The first and most important news: The children are scheduled to testify at a hearing on January 10th, but the father's attorney has filed papers requesting that the court prevent them from taking the stand. I have read this motion carefully. Bear in mind that the father has had the children in his custody since the middle of August, during which they have been permitted only supervised phone contact with their mother and one in-person visit of several hours, also supervised, over a span of three days in December. In other words the mother has had no chance to influence her children's testimony for nearly half a year, during which the father has had them 24/7 and has had ample opportunity to pressure them regarding their testimony. So why would he be the one trying to keep them off the stand?
The father is claiming in his filing that testifying would be too stressful for the children. I can't see how the stress of testifying could possibly be greater than the stress of not having the opportunity to tell the court the truth. If the child abuse allegations are true, the children would need to testify so that they can get to safety, and if they are untrue, the children would need to testify so that they can stop living in a swirl of controversy, tension, and suspicion. The only possible reason for keeping the children off the stand would be if the abuse allegations were frivolous, which they certainly are not; a specialized team of professionals at the Child Advocacy Center in Holland, Michigan did not find any reasons to disbelieve the children's statements following their interviews last summer. It is clearly urgent to establish what actually happened, and at this point there is no better way to do this than through the children's appearance on January 10th.
There are other people involved in this case who are creating the impression that they are scrambling to keep the facts buried. The police from the Crimes Against Children Unit of El Paso County, Colorado have filed motions, through their attorney and through the Colorado Springs City Attorney, to be allowed not to release their records and not to have their detectives deposed about their role in the investigation, claiming that their interest is to protect the children's privacy. In my 25 years of working in domestic violence I have never before heard of police attempting to shield their files and their personnel from a child sexual abuse court proceeding (or from any other type of court proceeding). The claim of protecting the children's privacy is frivolous; the judge can choose to seal records after they are reviewed by the lawyers and by the court if the children need that protection; in fact, the Colorado judge has reportedly already sealed one of the completed depositions on the case.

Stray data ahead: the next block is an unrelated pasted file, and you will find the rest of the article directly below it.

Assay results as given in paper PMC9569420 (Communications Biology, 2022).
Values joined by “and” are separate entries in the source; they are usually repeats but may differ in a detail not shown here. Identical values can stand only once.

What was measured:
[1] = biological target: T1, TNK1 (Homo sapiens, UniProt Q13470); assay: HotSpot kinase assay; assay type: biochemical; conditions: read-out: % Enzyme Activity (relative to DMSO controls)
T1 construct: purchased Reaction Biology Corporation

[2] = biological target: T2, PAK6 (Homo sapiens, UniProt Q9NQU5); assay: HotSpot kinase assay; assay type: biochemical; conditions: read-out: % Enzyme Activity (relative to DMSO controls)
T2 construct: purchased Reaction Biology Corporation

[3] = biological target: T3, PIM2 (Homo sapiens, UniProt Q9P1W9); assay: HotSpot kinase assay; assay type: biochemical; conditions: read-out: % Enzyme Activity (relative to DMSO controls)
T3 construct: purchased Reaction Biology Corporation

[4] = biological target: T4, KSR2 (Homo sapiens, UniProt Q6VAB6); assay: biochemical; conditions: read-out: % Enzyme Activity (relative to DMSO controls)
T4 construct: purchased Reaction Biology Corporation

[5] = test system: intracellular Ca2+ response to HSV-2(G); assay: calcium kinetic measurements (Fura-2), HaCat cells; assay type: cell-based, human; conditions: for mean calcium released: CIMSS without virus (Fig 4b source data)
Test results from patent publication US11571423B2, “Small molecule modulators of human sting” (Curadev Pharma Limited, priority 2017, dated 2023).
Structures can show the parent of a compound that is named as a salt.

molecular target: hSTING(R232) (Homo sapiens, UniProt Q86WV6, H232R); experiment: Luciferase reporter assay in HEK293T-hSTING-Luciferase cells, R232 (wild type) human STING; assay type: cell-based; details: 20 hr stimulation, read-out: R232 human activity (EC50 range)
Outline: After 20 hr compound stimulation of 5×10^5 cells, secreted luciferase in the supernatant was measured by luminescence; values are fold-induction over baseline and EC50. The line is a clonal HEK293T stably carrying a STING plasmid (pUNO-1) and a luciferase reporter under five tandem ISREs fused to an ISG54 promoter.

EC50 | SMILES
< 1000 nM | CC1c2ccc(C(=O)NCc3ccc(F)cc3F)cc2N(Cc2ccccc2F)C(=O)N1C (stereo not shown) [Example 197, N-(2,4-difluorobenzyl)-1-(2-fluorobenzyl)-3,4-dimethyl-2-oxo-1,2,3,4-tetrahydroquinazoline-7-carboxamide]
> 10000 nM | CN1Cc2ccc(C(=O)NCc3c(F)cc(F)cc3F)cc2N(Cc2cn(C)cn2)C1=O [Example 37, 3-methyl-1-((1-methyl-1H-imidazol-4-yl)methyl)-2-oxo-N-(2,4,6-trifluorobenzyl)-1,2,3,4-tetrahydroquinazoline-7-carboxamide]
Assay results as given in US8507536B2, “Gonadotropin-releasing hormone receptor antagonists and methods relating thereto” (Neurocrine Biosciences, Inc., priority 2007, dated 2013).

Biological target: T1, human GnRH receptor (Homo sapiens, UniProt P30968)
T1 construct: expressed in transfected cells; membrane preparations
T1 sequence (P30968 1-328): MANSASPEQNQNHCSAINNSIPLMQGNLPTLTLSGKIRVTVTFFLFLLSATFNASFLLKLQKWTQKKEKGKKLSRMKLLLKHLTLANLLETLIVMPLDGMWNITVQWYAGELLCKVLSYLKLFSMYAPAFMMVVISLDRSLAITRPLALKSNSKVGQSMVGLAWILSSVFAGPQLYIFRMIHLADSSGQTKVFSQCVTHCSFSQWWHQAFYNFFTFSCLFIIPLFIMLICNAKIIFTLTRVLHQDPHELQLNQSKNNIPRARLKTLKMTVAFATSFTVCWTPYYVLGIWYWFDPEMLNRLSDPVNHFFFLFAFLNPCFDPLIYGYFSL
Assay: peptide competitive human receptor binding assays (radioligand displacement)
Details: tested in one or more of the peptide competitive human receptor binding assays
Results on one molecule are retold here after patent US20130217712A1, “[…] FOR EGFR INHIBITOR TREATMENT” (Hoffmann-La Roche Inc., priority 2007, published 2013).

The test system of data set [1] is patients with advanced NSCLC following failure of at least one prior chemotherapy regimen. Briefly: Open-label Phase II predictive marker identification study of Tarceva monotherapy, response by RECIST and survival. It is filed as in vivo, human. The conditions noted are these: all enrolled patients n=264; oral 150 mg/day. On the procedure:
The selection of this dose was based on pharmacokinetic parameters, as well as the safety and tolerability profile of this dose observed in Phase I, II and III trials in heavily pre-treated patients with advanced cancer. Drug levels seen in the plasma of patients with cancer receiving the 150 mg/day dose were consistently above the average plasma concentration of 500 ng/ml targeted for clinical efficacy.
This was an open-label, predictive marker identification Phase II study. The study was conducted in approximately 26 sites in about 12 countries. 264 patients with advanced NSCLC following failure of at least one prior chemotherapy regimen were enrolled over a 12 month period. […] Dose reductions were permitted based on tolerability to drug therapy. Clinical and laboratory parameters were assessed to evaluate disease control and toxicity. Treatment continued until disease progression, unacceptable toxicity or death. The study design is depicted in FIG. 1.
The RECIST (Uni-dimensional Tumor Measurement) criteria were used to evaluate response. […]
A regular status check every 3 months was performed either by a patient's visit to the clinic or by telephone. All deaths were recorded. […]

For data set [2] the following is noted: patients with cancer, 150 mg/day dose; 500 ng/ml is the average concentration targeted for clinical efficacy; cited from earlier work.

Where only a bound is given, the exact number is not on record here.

It seems much more likely, then, that what the police are out to protect is their own irresponsible or biased actions. This matter will be heard in court in Colorado on January 5th.
The children's current therapist in Colorado, who became their therapist at the father's suggestion, also filed a motion through her attorney to stop her deposition. However, the Colorado judge already denied her motion and ordered that deposition to go forward (but sealed it).
If the daughter's statements were misunderstood or were rehearsed, it would seem that the father and the professionals involved would all be eager to have that information come out, in order to prove his innocence. To be mistakenly accused of sexual abuse would be a horrible experience. So my concerns for these children's safety is increased when the father and these surrounding professionals are instead seeming eager to put a lid on information.
The Michigan judge who has been handling the family law proceedings, Judge Jon Hulsing, has important opportunities in the weeks ahead to do right by Wendi's children. He already made one important positive step, which was that he denied motions by the father to quash mother's subpoenas for depositions. (The professionals involved then filed their own motions to quash in Colorado, supported by the father, which I wrote about above).
Of concern, though, is that the Judge stated at the last hearing that he will not allow the transcript of the children's forensic interview last summer by the Child Advocacy Center to be entered as evidence, although no Michigan statute prevents the transcript from being entered. Judge Hulsing cited an Appeals Court case as his reason for blocking the transcript. I have read the case that appears to be the one he is referring to, and there is nothing in that ruling that would keep him from allowing the transcript in. That ruling does seem to give him permission (not obligation) to keep the transcript out if he chooses to, and if the children's version of events is adequately covered by other evidence that has been admitted, which so far it is clearly not. In other words, if Judge Hulsing were to both bar the transcript and bar the children from testifying, he would appear to be violating the very case law that he is citing to justify keeping the transcript out.
It is my hope that he will deny the motion to stop the children's testimony, and then revisit his mistaken decision to keep the transcripts of those earlier interviews out. (Those transcripts are important so that the children's statements at that time, when they were in their mother's care, can be compared to statements they make at trial after a long period in their father's care.)